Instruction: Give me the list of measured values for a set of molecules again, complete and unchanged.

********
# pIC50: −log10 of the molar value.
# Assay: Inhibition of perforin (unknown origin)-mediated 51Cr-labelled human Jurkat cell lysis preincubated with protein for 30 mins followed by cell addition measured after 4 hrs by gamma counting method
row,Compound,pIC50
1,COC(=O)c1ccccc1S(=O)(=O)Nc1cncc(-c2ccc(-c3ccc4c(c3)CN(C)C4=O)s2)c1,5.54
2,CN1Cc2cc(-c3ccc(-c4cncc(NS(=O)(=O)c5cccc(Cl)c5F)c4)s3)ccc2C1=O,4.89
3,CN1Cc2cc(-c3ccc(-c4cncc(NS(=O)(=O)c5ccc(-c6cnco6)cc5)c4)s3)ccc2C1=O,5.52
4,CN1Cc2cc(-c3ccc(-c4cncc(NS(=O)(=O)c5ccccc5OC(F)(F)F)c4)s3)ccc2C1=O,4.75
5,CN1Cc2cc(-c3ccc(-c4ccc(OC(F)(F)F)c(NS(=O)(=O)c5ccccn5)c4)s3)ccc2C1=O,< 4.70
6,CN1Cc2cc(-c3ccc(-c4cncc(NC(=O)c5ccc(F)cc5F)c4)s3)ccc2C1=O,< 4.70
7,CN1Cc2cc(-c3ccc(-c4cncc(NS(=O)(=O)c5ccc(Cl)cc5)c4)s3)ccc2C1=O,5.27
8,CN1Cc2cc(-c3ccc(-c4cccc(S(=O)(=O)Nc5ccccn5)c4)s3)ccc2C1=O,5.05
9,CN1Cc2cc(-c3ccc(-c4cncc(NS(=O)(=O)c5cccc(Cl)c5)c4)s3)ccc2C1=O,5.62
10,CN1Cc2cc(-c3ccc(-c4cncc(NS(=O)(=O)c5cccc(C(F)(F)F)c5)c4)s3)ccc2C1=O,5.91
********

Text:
# pIC50: −log10 of the molar value.
# Assay: Inhibition of perforin (unknown origin)-mediated 51Cr-labelled human Jurkat cell lysis preincubated with protein for 30 mins followed by cell addition measured after 4 hrs by gamma counting method
row,Compound,pIC50
1,COC(=O)c1ccccc1S(=O)(=O)Nc1cncc(-c2ccc(-c3ccc4c(c3)CN(C)C4=O)s2)c1,5.54
2,CN1Cc2cc(-c3ccc(-c4cncc(NS(=O)(=O)c5cccc(Cl)c5F)c4)s3)ccc2C1=O,4.89
3,CN1Cc2cc(-c3ccc(-c4cncc(NS(=O)(=O)c5ccc(-c6cnco6)cc5)c4)s3)ccc2C1=O,5.52
4,CN1Cc2cc(-c3ccc(-c4cncc(NS(=O)(=O)c5ccccc5OC(F)(F)F)c4)s3)ccc2C1=O,4.75
5,CN1Cc2cc(-c3ccc(-c4ccc(OC(F)(F)F)c(NS(=O)(=O)c5ccccn5)c4)s3)ccc2C1=O,< 4.70
6,CN1Cc2cc(-c3ccc(-c4cncc(NC(=O)c5ccc(F)cc5F)c4)s3)ccc2C1=O,< 4.70
7,CN1Cc2cc(-c3ccc(-c4cncc(NS(=O)(=O)c5ccc(Cl)cc5)c4)s3)ccc2C1=O,5.27
8,CN1Cc2cc(-c3ccc(-c4cccc(S(=O)(=O)Nc5ccccn5)c4)s3)ccc2C1=O,5.05
9,CN1Cc2cc(-c3ccc(-c4cncc(NS(=O)(=O)c5cccc(Cl)c5)c4)s3)ccc2C1=O,5.62
10,CN1Cc2cc(-c3ccc(-c4cncc(NS(=O)(=O)c5cccc(C(F)(F)F)c5)c4)s3)ccc2C1=O,5.91